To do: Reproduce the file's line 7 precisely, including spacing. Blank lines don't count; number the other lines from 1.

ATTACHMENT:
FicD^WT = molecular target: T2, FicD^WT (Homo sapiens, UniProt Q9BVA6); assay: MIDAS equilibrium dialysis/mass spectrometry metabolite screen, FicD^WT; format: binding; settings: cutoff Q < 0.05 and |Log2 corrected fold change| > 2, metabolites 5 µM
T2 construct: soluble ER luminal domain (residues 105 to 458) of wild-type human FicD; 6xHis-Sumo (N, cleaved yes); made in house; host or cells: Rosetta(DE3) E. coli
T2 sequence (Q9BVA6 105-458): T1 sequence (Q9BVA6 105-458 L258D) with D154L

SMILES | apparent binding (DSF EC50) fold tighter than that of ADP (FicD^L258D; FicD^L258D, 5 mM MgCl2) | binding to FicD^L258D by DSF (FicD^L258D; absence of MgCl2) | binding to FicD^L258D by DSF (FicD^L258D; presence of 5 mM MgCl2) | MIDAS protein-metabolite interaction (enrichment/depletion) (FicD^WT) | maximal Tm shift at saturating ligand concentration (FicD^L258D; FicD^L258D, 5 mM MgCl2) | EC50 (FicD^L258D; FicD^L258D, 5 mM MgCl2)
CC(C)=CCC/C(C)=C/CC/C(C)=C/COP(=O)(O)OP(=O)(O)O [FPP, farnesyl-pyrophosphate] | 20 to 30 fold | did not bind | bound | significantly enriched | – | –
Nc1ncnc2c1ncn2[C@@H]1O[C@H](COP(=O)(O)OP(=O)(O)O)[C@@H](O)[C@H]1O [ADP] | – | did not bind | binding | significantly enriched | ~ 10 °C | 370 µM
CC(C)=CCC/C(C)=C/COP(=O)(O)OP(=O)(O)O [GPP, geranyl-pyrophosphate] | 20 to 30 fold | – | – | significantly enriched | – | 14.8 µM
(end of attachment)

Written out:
CC(C)=CCC/C(C)=C/COP(=O)(O)OP(=O)(O)O [GPP, geranyl-pyrophosphate] | 20 to 30 fold | – | – | significantly enriched | – | 14.8 µM